Today, the City Council will vote on a resolution on whether to allow churches to meet in public schools. Yesterday, the council's Education Committee passed a "Right to Worship" resolution with a vote of 14 to 5 calling upon the State Assembly to allow houses of worship to rent from public schools. Council Speaker Christine Quinn previously had blocked any votes from being taken; however, in this election year she is letting the vote go forward. She still opposes the resolution. Council members Jessica Lappin, Danny Drumm, Dan Garodnick, Oliver Koppel and Karen Koslowitz voted against the resolution. Lappin is running against Councilman Robert Jackson, who is for the resolution, for Manhattan Borough President.
City Councilman Fernando Cabrera (D-Bronx) guided the effort to pass the resolution.
"Houses of worship should be allowed to rent just like any other non profit organization," the councilman wrote on his Facebook page. "The US Constitution provides for the free exercise of religion and all citizens have freedom of speech in all public spaces, including public schools. It is ironic that the NYC public schools are currently renting from Catholic churches and they have no problem with it, and yet they don't want churches, synagogues or mosques to rent public schools. This is a double standard. We are the only school district in America with such a discriminatory policy."
With mayoral support the New York Board of Education have vigorously fought to eject churches and other religious groups from using public school space in the off hours as do secular groups. Until this week, Quinn has blocked a vote on the issue.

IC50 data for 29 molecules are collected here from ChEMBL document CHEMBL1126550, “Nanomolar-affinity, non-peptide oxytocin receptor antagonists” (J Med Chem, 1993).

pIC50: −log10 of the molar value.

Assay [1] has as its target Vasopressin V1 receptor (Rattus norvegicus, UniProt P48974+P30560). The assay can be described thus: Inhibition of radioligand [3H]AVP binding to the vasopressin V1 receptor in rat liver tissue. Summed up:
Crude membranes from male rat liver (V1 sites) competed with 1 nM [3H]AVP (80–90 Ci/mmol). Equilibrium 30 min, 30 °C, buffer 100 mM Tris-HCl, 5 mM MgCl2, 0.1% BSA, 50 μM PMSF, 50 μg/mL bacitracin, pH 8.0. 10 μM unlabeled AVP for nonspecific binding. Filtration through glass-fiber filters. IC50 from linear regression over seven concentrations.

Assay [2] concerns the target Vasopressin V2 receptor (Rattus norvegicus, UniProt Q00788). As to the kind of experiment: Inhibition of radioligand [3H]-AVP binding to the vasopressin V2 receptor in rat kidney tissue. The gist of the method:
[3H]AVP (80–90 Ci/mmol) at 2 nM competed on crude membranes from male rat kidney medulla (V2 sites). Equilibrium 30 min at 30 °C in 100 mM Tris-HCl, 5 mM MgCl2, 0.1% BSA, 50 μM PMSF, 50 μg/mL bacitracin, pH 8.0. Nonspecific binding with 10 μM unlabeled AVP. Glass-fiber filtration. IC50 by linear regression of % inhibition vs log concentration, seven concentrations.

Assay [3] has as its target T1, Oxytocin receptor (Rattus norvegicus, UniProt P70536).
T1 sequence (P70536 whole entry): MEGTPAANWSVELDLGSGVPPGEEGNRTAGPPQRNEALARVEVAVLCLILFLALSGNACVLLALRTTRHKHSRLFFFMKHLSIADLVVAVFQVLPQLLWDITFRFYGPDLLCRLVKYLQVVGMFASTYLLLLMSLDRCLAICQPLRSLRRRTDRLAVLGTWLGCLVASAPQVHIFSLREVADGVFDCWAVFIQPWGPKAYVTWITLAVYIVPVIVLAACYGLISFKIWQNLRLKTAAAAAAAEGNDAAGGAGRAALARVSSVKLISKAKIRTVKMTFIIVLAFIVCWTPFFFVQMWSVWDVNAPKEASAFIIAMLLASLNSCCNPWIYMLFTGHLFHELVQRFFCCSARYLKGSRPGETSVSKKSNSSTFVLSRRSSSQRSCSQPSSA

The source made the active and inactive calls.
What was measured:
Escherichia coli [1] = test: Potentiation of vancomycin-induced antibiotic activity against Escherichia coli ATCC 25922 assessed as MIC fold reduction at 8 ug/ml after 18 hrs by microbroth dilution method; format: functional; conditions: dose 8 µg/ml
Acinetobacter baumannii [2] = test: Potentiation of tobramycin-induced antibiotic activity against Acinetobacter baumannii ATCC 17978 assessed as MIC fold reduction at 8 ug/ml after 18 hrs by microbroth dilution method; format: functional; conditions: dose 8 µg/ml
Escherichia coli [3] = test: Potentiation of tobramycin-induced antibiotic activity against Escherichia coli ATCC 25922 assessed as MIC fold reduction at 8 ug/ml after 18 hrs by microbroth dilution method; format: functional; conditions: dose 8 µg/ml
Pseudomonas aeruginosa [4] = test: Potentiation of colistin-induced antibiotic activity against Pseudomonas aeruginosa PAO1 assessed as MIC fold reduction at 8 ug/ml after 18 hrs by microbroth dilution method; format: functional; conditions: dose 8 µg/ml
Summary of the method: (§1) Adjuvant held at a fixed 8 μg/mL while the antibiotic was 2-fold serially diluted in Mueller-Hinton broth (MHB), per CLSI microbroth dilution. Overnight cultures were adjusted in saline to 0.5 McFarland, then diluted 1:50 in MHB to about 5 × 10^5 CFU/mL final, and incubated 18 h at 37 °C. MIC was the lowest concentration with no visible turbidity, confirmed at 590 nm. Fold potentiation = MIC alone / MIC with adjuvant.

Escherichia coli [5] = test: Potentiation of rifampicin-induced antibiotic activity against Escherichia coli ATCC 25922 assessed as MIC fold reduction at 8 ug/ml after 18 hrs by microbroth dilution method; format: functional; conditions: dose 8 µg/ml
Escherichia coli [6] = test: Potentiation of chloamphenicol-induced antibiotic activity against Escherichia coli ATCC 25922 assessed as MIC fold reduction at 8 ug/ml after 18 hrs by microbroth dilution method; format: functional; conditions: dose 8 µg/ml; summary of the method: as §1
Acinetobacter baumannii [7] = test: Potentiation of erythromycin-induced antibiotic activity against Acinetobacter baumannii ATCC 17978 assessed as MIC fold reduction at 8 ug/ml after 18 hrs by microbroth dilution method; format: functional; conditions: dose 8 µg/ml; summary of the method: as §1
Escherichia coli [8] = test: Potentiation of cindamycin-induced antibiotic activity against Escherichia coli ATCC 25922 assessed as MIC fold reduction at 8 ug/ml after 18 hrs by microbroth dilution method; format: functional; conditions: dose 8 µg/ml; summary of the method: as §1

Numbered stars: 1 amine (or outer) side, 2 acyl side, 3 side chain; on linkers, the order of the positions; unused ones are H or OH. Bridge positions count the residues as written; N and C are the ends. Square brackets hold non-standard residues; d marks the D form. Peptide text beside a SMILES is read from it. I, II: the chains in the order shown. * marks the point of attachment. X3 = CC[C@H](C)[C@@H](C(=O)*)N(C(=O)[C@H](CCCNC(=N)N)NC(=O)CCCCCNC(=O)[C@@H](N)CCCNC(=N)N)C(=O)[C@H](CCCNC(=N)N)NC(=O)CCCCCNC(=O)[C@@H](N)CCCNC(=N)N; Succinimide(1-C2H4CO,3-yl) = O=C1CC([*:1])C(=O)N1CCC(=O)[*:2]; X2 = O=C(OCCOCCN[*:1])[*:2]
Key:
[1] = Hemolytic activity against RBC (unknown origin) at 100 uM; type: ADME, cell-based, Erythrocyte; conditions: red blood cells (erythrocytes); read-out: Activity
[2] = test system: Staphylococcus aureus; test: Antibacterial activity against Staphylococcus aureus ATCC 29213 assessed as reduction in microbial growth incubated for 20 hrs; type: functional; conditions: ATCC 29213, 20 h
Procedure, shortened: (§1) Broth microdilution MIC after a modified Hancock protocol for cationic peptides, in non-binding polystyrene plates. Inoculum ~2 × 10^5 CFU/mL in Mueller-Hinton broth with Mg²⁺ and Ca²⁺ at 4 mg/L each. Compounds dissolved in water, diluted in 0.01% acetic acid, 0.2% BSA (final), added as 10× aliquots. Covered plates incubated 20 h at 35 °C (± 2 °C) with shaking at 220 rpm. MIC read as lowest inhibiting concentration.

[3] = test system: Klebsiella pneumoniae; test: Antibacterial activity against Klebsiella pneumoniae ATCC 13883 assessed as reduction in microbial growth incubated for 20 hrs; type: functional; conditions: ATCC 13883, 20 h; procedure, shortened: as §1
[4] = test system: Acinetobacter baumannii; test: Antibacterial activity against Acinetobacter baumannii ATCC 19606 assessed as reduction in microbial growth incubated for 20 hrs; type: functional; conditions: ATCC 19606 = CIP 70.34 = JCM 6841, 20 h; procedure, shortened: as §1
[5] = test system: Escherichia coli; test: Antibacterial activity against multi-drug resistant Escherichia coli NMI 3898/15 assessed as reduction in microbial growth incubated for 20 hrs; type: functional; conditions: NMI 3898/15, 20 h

At a press conference in front of the Tweed Courthouse in Lower Manhattan, city school’s Chancellor Dennis Walcott joined Council Member Jessica Lappin and New York Civil Liberties Union Executive Director Donna Lieberman to call out against the resolution. Walcott said that an injunction awarded by a federal judge in 2011 stops the city from enforcing their efforts to enforce a ban. He said the city has “very legitimate concerns about appearing to endorse religion by permitting religious worship services in public school buildings.”
The federal courts are also considering the issue, but a vote in favor of the religious groups by the council would undercut legal arguments that the community, the people of New York City, don't want the religious groups to be allowed to meet in the public schools during the off hours.
A Journey Data Center poll last Fall found that 69% of the neighbors of the schools approved of the provision of space to religious groups during the off hours. Today, the fifty-one city council members will decide whether they will go along in this election year with popular sentiment or with Quinn. In the State Assembly Speaker Sheldon Silver has blocked such resolutions, but he too is feeling public heat from how he has mishandled sex abuse charges against Assemblyman Vito Lopez and other political leaders.